As for the rest of our getaway, what happens in Tipperary stays in Tipperary. I’ll leave it up to your imagination.

So excited to see a castle!

So excited to see a castle!

One of the room displays in Bunratty Castle

One of the room displays in Bunratty Castle

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Inside a heritage house

Inside a heritage house

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Numb toes, rosy nose and a happy heart in Stockholm

I hate the cold, but visiting Stockholm, Sweden in the winter time was definitely worth temporarily losing the feeling in my toes. Stockholm is a gorgeous city — everything is clean and the sparkling snow covered buildings seem to be straight out of a Disney movie. The people who live there might as well be part of a movie set as well. Everywhere you look you’ll see tall, blonde, beautiful individuals. People are super stylish and just ooze cool. Swedish people seem to have it all figured out — everything is clean, functional, and trendy.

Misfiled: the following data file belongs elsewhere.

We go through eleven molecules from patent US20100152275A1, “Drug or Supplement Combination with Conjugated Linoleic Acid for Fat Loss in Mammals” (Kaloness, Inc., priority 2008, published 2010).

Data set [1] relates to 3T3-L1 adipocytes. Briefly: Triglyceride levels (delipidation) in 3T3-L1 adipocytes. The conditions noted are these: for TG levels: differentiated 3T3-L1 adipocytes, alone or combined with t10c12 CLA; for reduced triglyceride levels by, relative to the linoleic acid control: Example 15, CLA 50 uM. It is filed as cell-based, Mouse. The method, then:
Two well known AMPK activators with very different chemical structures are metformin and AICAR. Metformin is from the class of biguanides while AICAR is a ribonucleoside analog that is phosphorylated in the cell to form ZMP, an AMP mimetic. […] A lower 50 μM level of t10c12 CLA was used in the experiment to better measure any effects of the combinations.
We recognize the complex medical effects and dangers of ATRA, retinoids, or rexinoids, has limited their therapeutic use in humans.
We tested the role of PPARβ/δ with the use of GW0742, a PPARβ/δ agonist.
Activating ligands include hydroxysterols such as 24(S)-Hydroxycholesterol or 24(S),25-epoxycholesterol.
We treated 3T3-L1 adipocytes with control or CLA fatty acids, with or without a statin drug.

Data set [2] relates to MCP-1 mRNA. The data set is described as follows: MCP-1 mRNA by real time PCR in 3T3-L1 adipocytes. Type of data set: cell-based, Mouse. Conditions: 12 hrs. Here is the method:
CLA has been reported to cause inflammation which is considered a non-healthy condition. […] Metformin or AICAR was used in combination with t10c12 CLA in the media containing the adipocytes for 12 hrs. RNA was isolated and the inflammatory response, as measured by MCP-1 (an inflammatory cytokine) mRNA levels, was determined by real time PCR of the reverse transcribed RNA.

Model of Vasa

Model of Vasa

Some highlights of our trip include the Hop on Hop off bus tour through the city, a boat tour around the islands, excellent water pressure, and the fact there’s an H&M on every corner. We also visited the Vasa Museum which holds a real Viking ship. The Vasa sank on her maiden voyage in Stockholm in 1628 and was salvaged in 1961, and now it’s reconstructed and just hanging out in this building for you to visit. The museum has impressive detailed exhibitions and it’s worth spending a couple of hours there.

We stayed at City Backpackers and it is one of the nicest hostels I’ve ever stayed at. Cozy beds, iMac computers, great kitchen, and the best shower I’ve had in months.

And now on to the important things. Food.

The key to following a budget in Stockholm is not going out for food all of the time. We bought some groceries and made most of our meals in the hostel. It helped that the kitchen could’ve been an ad for IKEA. The grocery stores were in incredible! I think a persons groceries says a lot about a person, likewise grocery stores reflect a country’s culture as well. I could’ve spent hours browsing through all of the gourmet, organic options. The standard grocery store is similar to a Canadian gourmet, health food store but with a massive candy section. Swedish people seem to value good cuisine and health, but they also embrace their sweets. We spent 482kr (57euro) each on groceries for five days, and we ate very well.